Ultimately, there are so many ways to say “thanks” to our employees. Whether verbally, through written or public commendation, one-on-one, or in front of peers at staff meetings, gratitude is an important employee relations, productivity and stress-reduction tool. And while bonuses, pay raises, gift cards, and compensatory time off are terrific recognition tools, employees want to feel like it is more than simply “doing their jobs and meeting expectations” that matters.

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If you’re not enjoying the benefits of a wellness program at your company, join CBIA Healthy Connections at your company’s next renewal. It’s free as part of your participation in CBIA Health Connections!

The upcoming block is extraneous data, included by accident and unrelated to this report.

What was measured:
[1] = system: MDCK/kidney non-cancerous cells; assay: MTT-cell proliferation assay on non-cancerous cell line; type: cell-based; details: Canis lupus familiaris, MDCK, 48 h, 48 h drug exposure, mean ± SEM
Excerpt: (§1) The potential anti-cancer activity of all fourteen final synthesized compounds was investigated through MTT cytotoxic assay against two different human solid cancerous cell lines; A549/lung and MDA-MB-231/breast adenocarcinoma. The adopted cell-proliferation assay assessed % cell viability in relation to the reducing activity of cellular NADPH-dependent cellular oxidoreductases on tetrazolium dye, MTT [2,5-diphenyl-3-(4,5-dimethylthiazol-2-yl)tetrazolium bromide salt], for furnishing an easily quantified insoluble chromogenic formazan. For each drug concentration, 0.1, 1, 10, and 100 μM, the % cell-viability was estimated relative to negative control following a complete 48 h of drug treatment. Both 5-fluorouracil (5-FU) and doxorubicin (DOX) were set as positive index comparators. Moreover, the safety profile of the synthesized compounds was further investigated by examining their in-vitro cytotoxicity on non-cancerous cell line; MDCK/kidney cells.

Diet and Colorectal Cancer

Diet plays an integral role in keeping us healthy. But beyond strong bones, eyes and teeth, a proper diet also helps prevent or reduce the likelihood of contracting a number of serious illnesses, including many kinds of cancers. One specific example is colon (colorectal) cancer, which kills more than 50,000 men and women a year in the United States alone.

Excluding skin cancers, colorectal cancer is the third most commonly diagnosed cancer.  American Cancer Society estimates for the number of newly diagnosed U.S. colon cancer cases exceeds 103,000 men and women, and another 37,000 will be diagnosed with rectal cancer.